The Old English poems in this volume are among the first retellings of scriptural texts in a European vernacular. More than simple translations, they recast the familiar plots in daringly imaginative ways, from Satan's seductive pride (anticipating Milton), to a sympathetic yet tragic Eve, to Moses as a headstrong Germanic warrior-king, to the lyrical nature poetry in Azarias.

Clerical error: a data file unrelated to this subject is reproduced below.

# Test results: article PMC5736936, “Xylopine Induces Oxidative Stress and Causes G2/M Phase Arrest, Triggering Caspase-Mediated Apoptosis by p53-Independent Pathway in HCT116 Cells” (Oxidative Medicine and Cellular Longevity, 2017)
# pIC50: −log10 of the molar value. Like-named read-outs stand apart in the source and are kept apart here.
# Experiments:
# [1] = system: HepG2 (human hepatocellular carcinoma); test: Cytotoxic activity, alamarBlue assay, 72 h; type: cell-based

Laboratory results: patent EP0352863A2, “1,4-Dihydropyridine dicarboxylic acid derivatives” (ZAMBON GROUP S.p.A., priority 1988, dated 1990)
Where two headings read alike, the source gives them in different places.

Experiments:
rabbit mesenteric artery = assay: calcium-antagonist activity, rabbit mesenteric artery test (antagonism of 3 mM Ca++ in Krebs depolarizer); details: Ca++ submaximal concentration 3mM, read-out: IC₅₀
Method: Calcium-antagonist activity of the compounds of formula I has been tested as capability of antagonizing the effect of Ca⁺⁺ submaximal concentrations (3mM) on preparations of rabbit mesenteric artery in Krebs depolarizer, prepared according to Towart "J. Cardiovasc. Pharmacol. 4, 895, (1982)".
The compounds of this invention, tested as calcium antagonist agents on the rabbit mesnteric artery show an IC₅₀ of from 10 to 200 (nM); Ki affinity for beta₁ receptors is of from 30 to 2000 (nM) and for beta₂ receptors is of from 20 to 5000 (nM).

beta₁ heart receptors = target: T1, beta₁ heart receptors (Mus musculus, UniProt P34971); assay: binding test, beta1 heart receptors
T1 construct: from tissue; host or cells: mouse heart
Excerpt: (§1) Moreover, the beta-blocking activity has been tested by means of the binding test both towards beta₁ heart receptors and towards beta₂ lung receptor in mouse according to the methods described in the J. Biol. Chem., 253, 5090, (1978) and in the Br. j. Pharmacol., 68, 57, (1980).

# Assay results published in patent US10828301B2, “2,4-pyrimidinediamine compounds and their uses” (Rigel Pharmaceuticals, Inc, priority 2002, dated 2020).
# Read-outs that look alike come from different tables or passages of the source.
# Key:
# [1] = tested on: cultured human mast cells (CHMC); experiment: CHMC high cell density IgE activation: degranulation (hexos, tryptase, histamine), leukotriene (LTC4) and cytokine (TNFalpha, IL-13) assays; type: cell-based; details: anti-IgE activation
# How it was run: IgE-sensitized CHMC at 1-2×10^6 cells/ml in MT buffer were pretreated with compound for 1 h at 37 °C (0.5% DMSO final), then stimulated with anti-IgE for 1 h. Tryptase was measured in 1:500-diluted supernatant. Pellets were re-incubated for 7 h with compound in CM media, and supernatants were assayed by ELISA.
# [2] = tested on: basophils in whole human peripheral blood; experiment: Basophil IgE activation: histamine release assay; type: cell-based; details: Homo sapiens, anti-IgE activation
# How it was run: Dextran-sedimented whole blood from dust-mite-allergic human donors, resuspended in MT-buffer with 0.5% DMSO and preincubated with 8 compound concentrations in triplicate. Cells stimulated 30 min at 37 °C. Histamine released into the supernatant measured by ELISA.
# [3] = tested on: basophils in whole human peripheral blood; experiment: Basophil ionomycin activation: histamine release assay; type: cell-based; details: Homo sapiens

Whether or not the legendary Caedmon authored any of the poems in this volume, they represent traditional verse in all its vigor. Three of them survive as sequential epics in a manuscript in the Bodleian Library at Oxford. The first, the Old English Genesis, recounts biblical history from creation and the apocryphal fall of the angels to the sacrifice of Isaac; Abraham emerges as the central figure struggling through exile toward a lasting covenant with God. The second, Exodus, follows Moses as he leads the Hebrew people out of Egyptian slavery and across the Red Sea. Both Abraham and Moses are transformed into martial heroes in the Anglo-Saxon mold. The last in the triad, Daniel, tells of the trials of the Jewish people in Babylonian exile up through Belshazzar's feast. Azarias, the final poem in this volume (found in an Exeter Cathedral manuscript), relates the apocryphal episode of the three youths in Nebuchadnezzar's furnace.